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RNLI lifeguard helps child stuck in rip at Newgale moments after starting shift

Lifeguards News Release

An RNLI lifeguard was called into action moments after starting his duty after a young girl got caught in a rip current.

Finn Isles had only just finished setting up with his fellow lifeguards at the north end of Newgale beach on Saturday morning (30 July) when they spotted the girl, who was about 12 years old, seemingly resting on her surfboard.

Finn, who is doing his first season as a lifeguard with the RNLI charity, went to check on her condition shortly after 10am and despite her not being a long way from shore it became clear she was out of her depth and struggling to paddle against the outward flowing rip current.

He immediately paddled out to her on a surf rescue board to ask whether she needed assistance. The girl said she was making no headway so Finn took her onto the rescue board and brought her back to the safety of the beach.

Scott Candler, RNLI Lifeguard Supervisor, said: ‘This incident was an reminder of the importance of going in the sea when our lifeguards are on duty between 10am and 6pm. This girl got into difficulty minutes after the lifeguards began their day. The beach was quiet at the time and if it was half-an-hour earlier there may not have been anyone there to help her.

‘Rips are strong currents of water running out to sea that can quickly drag you out beyond your depth. Our advice to anyone who get caught in one is don’t panic, don’t try to swim against it or you’ll get exhausted. If you can stand, wade, don’t swim. If you can, swim parallel to the shore until free of the rip and then head for shore, raise your hand and shout for help and if you have something which will help you float like a board, keep hold of it.’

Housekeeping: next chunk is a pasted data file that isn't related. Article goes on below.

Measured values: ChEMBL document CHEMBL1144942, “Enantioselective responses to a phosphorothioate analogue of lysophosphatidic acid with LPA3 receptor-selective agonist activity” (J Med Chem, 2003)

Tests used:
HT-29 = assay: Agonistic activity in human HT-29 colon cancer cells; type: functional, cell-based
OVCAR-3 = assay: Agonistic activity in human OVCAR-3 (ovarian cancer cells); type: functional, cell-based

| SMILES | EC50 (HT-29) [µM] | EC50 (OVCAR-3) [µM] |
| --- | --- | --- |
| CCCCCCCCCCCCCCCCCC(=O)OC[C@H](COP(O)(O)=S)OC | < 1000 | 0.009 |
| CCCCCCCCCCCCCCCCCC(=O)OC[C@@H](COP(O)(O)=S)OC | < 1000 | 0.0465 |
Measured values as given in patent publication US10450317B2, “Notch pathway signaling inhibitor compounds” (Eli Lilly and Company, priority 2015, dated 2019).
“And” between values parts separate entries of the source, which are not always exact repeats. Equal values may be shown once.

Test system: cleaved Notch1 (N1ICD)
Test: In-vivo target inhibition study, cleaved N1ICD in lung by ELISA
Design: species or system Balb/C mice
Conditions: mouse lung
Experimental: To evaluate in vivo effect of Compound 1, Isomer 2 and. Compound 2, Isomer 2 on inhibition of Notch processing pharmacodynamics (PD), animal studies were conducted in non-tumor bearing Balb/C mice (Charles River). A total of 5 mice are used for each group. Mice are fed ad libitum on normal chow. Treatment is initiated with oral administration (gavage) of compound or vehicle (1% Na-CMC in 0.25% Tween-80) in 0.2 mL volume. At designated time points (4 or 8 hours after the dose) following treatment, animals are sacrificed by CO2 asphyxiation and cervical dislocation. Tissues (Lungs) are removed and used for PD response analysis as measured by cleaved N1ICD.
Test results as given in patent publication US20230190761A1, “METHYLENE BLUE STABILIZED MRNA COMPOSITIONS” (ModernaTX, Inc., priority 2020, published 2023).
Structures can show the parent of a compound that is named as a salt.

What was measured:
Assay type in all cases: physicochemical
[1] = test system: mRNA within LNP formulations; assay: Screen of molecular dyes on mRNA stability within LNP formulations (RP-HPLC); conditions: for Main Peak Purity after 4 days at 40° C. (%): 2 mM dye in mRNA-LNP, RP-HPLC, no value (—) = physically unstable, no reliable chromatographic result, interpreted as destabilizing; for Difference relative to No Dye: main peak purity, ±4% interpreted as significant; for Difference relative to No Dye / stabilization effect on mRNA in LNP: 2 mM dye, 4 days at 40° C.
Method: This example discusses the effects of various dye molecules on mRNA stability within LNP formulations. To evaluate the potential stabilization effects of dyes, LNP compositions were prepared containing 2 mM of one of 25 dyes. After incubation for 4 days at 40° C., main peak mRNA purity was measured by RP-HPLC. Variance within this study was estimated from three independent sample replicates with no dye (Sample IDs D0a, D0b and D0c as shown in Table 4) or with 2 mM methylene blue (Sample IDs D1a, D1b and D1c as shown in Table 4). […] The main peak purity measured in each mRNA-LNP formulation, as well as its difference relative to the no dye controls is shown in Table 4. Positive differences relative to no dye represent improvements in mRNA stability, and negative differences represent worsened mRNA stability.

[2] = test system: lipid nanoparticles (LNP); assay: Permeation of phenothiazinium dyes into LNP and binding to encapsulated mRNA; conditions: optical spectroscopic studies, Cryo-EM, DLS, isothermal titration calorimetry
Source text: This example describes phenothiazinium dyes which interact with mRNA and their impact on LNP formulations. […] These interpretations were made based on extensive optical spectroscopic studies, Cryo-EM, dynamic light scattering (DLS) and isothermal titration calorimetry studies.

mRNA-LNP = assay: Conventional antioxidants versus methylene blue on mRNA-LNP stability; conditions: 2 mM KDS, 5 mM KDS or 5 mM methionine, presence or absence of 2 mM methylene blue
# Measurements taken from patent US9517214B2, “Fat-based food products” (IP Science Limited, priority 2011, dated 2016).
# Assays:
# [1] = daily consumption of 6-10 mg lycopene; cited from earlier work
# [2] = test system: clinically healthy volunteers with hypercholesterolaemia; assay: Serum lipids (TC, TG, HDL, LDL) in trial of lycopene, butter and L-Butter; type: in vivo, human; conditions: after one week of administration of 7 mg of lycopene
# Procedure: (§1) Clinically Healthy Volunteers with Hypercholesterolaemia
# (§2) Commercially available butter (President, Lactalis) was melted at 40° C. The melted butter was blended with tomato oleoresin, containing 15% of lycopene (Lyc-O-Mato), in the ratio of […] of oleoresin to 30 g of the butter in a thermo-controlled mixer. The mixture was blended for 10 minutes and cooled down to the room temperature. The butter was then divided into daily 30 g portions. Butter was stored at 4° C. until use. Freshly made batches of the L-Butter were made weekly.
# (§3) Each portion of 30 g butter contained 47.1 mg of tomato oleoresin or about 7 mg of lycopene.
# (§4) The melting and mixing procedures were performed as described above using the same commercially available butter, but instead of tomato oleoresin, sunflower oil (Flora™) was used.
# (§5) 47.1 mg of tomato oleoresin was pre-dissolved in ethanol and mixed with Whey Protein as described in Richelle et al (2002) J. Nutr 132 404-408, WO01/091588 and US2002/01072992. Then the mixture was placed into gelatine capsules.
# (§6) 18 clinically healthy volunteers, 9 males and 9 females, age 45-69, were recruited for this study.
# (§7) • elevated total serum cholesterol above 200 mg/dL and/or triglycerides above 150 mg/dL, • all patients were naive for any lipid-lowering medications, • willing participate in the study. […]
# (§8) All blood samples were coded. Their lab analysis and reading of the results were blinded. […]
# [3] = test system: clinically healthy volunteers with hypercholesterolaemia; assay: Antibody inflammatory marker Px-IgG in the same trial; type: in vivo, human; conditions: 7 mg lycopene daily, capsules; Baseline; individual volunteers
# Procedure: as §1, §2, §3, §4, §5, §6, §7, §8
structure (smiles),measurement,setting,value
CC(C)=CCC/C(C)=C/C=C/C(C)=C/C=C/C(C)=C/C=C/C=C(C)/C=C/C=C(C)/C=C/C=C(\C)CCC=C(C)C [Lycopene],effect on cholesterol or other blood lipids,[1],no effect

RNLI lifeguards are on duty on Poppit Sands, Newport Beach, Whitesands, Newgale, Nolton Haven, Broad Haven, Freshwater West, Tenby North Beach, Tenby Castle Beach, Tenby South Beach, Saundersfoot Beach and Amroth Beach every day throughout the summer between 10am and 6pm.

Notes to editors:

Attached is a stock picture of RNLI lifeguards at Newgale. Credit Gareth Davies Photography.

For more information please contact Chris Cousens, RNLI Press Officer, Wales and West, on 01745 585162 or 07748 265496 or by email on Chris_Cousens@rnli.org.uk

Key facts about the RNLI

The Royal National Lifeboat Institution is the charity that saves lives at sea. Our volunteers provide a 24-hour search and rescue service in the United Kingdom and Ireland from 238 lifeboat stations, including four along the River Thames and inland lifeboat stations at Loch Ness, Lough Derg, Enniskillen and Lough Ree. Additionally the RNLI has more than 1,000 lifeguards on over 240 beaches around the UK and operates a specialist flood rescue team, which can respond anywhere across the UK and Ireland when inland flooding puts lives at risk.

The RNLI relies on public donations and legacies to maintain its rescue service. As a charity it is separate from, but works alongside, government-controlled and funded coastguard services. Since the RNLI was founded in 1824 our lifeboat crews and lifeguards have saved at least 140,000 lives. Volunteers make up 95% of the charity, including 4,600 volunteer lifeboat crew members and 3,000 volunteer shore crew. Additionally, tens of thousands of other dedicated volunteers raise funds and awareness, give safety advice, and help in our museums, shops and offices.

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The RNLI is a charity registered in England and Wales (209603) and Scotland (SC037736). Charity number 20003326 in the Republic of Ireland